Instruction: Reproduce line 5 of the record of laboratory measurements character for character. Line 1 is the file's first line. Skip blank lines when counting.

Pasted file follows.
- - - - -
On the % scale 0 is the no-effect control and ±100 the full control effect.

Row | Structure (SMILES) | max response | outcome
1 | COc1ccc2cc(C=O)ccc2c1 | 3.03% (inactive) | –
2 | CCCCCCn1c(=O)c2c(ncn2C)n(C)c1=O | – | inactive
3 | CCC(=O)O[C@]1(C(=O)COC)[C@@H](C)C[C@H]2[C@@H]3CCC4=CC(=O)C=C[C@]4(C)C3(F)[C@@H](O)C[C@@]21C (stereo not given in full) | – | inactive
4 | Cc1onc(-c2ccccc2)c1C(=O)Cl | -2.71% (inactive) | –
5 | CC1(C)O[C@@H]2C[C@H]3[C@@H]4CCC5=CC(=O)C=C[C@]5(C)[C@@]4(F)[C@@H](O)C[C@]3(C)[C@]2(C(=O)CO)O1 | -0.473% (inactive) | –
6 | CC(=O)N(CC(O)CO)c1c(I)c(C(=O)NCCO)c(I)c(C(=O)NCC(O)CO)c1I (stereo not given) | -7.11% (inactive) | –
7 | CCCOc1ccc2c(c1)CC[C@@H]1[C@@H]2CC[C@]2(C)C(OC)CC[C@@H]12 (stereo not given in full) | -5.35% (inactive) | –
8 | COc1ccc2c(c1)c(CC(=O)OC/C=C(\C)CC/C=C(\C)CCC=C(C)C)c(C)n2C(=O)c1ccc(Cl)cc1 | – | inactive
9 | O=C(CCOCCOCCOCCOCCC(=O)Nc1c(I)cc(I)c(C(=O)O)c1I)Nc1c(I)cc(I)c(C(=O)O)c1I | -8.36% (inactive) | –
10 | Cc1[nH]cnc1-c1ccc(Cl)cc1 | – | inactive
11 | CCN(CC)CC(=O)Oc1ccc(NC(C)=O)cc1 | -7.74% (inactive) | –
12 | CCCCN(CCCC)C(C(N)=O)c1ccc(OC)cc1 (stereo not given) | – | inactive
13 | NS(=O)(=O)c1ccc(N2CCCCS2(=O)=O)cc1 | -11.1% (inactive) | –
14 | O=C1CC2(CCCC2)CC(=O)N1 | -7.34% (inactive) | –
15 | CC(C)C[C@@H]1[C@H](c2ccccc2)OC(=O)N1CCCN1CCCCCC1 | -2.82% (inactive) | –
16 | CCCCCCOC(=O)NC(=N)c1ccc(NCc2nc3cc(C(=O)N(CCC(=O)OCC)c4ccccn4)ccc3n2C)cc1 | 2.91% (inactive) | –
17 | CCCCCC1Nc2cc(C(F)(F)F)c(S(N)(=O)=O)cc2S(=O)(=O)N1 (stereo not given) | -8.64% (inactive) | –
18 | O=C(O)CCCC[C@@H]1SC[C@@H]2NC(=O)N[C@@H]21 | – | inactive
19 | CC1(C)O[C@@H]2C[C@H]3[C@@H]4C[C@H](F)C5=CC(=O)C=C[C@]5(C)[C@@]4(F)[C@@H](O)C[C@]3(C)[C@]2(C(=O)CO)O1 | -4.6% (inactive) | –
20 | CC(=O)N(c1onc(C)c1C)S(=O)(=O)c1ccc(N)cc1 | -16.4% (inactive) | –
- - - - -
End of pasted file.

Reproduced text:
3 | CCC(=O)O[C@]1(C(=O)COC)[C@@H](C)C[C@H]2[C@@H]3CCC4=CC(=O)C=C[C@]4(C)C3(F)[C@@H](O)C[C@@]21C (stereo not given in full) | – | inactive